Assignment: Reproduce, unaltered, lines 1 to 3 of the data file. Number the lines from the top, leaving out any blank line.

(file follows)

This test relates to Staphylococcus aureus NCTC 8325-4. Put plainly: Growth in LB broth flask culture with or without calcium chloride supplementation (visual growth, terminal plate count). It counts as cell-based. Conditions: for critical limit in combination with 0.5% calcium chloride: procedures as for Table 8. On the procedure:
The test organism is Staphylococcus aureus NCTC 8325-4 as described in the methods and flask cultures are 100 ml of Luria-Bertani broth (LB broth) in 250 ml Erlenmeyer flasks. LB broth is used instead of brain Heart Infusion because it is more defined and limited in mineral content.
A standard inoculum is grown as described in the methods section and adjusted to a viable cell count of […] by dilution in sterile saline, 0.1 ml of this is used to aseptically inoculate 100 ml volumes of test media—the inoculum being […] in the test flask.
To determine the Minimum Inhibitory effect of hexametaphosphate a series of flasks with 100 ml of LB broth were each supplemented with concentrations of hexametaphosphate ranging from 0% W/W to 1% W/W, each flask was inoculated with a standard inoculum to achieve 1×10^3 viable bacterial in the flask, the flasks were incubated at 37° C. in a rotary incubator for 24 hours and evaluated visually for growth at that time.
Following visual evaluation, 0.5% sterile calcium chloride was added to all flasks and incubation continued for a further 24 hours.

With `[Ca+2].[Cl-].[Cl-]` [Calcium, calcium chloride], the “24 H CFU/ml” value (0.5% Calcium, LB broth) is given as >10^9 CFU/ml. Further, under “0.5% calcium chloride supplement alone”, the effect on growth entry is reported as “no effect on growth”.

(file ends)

This test relates to Staphylococcus aureus NCTC 8325-4. Put plainly: Growth in LB broth flask culture with or without calcium chloride supplementation (visual growth, terminal plate count). It counts as cell-based. Conditions: for critical limit in combination with 0.5% calcium chloride: procedures as for Table 8. On the procedure:
The test organism is Staphylococcus aureus NCTC 8325-4 as described in the methods and flask cultures are 100 ml of Luria-Bertani broth (LB broth) in 250 ml Erlenmeyer flasks. LB broth is used instead of brain Heart Infusion because it is more defined and limited in mineral content.
A standard inoculum is grown as described in the methods section and adjusted to a viable cell count of […] by dilution in sterile saline, 0.1 ml of this is used to aseptically inoculate 100 ml volumes of test media—the inoculum being […] in the test flask.